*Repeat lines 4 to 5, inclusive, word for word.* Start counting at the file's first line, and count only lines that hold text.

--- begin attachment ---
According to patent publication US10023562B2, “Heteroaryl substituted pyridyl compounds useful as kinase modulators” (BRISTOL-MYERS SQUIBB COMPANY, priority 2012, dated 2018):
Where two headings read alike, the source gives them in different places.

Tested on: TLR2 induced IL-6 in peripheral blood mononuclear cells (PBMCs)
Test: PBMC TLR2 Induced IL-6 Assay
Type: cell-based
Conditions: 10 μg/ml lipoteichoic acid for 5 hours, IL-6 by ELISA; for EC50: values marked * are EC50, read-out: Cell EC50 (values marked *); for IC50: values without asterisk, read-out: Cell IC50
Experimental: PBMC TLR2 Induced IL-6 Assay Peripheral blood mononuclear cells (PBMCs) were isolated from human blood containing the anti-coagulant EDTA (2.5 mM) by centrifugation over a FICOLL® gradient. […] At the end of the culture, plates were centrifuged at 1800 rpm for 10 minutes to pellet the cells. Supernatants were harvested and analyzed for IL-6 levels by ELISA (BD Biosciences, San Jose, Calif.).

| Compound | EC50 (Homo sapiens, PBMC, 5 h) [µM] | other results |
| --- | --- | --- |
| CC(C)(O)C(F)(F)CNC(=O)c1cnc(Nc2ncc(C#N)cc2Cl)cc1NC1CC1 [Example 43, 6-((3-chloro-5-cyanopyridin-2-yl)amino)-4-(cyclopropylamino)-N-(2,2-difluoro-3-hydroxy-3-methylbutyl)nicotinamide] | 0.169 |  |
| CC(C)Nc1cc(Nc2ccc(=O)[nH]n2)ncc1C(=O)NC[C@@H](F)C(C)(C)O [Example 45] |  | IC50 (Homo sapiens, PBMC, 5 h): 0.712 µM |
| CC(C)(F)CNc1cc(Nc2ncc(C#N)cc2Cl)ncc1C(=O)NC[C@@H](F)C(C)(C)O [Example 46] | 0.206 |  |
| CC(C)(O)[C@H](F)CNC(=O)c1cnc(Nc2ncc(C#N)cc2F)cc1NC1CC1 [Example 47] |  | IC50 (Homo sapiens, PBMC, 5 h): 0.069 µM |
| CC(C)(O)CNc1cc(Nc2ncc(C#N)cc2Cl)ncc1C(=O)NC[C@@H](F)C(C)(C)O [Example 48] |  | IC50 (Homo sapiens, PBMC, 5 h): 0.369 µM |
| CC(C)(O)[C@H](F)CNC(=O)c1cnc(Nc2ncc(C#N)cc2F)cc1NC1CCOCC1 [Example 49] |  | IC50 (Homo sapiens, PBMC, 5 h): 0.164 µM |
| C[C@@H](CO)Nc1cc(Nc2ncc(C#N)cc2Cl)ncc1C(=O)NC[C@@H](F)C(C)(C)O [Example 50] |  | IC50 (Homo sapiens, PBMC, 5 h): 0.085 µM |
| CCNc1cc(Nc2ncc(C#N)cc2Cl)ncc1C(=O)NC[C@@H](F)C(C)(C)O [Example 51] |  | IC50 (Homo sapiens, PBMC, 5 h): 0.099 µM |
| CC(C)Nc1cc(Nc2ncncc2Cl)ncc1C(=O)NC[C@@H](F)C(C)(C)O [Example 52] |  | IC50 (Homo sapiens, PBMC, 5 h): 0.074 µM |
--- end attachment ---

Test: PBMC TLR2 Induced IL-6 Assay
Type: cell-based